Designers of original or adapted tabletop RPGs have two good reasons for testing their drafts with a circle of friends – ideally friends from a pre-established gaming group who are willing to try something new. First, friends are more likely to be interested in the same stories or games as the designer of the RPG and therefore more likely to understand what the designer’s intent was. Second, a group of friends is more likely to support the game designer and play his RPG project in good faith. Finally, even the most constructive criticism can be easier for tabletop RPG designers to accept if it comes from someone they trust.
Test RPG drafts with strangers later
Eventually, indie tabletop RPG designers should reach out to less familiar members of the tabletop gaming community to test later versions of their game system. The important part of this playtesting phase is to seek the opinions of the General public. For example, tabletop players who don’t share designer interests, people who aren’t as immersed in the role-playing hobby, etc.
Some independent game designers may wish to recruit new game testers to participate in one-off game sessions on sites like Roll20. This tabletop RPG game testing phase can also be as simple as writing “…a PDF in Word, [making] it looks half decent with a bit of your own layout work, and stay[ing] out there on DriveThru RPG,according to Chris Birch, head of tabletop game company Modiphius Entertainment. This should make the prospect of developing a tabletop RPG less daunting than it might otherwise be.
Rate RPG drafts by how fun they are to play and run
After receiving feedback from testers of their tabletop roleplaying game project, game designers should compare their players’ impressions to the original design goals they had in mind, either by adjusting the rules they created to better match the concept of their game, or by reworking the concept of the game to match the role-playing approaches adopted by the testers. What’s important is that the game designer makes sure his RPG is fun for both the players and the referee who runs the games – the Dungeon Master, Game Master, Storyteller, etc. (Tabletop RPG security tools like “Stars And Wishes” are great ways to solicit constructive feedback).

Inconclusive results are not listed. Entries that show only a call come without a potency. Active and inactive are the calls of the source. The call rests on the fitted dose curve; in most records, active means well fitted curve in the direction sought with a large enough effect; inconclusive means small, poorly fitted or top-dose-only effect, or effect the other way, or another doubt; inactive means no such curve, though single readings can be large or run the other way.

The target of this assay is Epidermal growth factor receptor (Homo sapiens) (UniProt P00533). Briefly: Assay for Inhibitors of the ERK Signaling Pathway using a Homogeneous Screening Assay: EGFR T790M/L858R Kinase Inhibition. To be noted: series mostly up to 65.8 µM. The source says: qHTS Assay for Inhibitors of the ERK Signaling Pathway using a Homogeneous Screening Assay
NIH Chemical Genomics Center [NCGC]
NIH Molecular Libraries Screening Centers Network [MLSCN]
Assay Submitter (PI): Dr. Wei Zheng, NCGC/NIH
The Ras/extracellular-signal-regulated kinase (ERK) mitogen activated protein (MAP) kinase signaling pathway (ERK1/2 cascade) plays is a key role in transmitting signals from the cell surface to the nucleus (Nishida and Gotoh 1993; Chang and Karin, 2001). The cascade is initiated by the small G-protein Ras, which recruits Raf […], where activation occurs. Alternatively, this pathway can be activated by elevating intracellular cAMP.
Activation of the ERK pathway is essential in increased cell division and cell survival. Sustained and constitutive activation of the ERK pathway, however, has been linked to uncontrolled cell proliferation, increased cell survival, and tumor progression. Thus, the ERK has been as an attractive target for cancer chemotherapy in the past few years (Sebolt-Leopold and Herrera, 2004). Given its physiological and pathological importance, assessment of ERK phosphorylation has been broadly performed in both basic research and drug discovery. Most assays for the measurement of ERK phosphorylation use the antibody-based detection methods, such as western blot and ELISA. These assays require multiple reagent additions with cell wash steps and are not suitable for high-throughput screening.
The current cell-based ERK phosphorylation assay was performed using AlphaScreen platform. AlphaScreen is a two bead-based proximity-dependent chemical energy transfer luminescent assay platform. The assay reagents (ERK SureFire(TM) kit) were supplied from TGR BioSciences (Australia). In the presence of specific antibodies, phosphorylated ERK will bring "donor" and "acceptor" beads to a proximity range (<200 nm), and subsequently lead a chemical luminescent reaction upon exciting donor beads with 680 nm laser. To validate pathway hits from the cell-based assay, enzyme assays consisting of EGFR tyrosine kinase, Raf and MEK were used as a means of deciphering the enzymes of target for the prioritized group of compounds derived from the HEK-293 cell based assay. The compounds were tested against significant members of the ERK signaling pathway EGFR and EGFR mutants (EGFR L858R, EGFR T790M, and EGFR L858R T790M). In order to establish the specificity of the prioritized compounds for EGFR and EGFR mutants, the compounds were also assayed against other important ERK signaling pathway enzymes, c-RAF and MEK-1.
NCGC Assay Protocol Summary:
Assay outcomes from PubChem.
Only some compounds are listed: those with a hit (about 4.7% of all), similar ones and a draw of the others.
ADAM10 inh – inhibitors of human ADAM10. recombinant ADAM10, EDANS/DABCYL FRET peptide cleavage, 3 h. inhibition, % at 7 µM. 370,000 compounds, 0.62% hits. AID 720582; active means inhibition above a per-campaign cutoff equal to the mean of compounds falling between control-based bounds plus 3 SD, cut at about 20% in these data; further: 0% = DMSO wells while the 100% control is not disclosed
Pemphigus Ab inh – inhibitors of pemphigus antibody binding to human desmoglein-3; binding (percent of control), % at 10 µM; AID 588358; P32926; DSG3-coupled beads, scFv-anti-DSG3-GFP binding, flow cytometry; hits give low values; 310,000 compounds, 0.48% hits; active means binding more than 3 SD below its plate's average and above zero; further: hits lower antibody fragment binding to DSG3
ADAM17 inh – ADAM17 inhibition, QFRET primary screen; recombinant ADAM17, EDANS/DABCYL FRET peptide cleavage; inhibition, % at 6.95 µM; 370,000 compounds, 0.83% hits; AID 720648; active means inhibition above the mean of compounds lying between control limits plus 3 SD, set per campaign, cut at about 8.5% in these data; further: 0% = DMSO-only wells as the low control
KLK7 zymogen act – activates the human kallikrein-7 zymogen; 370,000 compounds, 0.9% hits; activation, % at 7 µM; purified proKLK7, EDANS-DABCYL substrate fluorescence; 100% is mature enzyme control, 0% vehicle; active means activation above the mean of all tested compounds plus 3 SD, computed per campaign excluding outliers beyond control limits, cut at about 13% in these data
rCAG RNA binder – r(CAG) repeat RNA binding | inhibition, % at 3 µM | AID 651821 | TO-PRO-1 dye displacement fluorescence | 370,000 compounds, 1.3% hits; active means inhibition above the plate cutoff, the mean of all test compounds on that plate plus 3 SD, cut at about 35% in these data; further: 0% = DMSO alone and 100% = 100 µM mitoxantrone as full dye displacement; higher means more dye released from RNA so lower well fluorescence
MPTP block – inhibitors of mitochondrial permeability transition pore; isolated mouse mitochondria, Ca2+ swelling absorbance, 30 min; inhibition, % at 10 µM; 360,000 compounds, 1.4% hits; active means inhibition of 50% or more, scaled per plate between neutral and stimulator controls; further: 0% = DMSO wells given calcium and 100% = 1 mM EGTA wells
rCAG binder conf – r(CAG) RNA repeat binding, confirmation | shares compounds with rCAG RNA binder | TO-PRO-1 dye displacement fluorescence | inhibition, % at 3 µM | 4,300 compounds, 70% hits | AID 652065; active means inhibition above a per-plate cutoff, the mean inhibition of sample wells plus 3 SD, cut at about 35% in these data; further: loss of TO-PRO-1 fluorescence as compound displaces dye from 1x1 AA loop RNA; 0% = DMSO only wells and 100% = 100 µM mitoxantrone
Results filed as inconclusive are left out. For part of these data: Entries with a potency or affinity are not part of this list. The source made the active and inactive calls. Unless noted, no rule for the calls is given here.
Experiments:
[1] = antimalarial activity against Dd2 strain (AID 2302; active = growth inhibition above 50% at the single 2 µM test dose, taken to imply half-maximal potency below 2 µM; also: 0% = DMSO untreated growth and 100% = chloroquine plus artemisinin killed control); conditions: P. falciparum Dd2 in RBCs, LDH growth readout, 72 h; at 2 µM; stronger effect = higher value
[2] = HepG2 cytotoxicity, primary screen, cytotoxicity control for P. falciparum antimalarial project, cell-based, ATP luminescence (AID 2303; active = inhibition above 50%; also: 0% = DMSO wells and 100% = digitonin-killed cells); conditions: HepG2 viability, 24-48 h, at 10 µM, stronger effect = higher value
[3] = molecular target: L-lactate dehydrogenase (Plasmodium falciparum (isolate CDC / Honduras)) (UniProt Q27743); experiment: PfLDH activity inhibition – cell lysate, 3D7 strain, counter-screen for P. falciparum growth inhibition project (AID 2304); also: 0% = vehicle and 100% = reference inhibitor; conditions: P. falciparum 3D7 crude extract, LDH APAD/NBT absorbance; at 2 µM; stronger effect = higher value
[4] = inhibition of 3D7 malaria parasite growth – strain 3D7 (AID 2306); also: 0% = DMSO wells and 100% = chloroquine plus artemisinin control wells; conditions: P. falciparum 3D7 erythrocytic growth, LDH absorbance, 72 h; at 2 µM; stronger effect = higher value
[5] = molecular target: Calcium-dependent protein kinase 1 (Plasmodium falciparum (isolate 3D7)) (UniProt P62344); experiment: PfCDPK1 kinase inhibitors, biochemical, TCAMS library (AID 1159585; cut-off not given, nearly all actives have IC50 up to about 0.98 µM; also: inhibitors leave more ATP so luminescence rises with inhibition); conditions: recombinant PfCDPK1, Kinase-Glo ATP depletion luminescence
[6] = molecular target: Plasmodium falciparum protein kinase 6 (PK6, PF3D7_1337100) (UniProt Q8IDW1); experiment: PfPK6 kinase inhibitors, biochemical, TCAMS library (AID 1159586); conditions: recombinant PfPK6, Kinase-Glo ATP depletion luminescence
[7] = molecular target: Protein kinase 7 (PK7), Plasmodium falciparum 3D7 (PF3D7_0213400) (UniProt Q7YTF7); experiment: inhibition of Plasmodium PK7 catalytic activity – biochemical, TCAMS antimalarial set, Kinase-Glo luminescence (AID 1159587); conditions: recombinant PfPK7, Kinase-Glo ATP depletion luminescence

In most tabletop RPGs, players will follow a set of rules to create their characters, describe what their characters do or say over the course of the game’s story, and use dice, cards, or tokens to decide the result of their actions or choices; Game designers should take care to evaluate these three phases of role-playing in a playtest session, adjusting rules to make gameplay more intuitive and removing any boring and unnecessary rules. For more complex tactical RPGs like Dungeons & Dragons, designers should also evaluate gameplay mechanics such as combat rounds, exploration rules, and paradigms for casting magic in their tabletop RPG, ensuring players have a wide range of options. problem-solving approaches and ways to customize their characters. Finally, game designers should do their best to streamline their RPG’s gamemaster compatibility by giving them clear and intuitive guidelines for designing enemies, calibrating challenges, and crafting new stories for players to enjoy.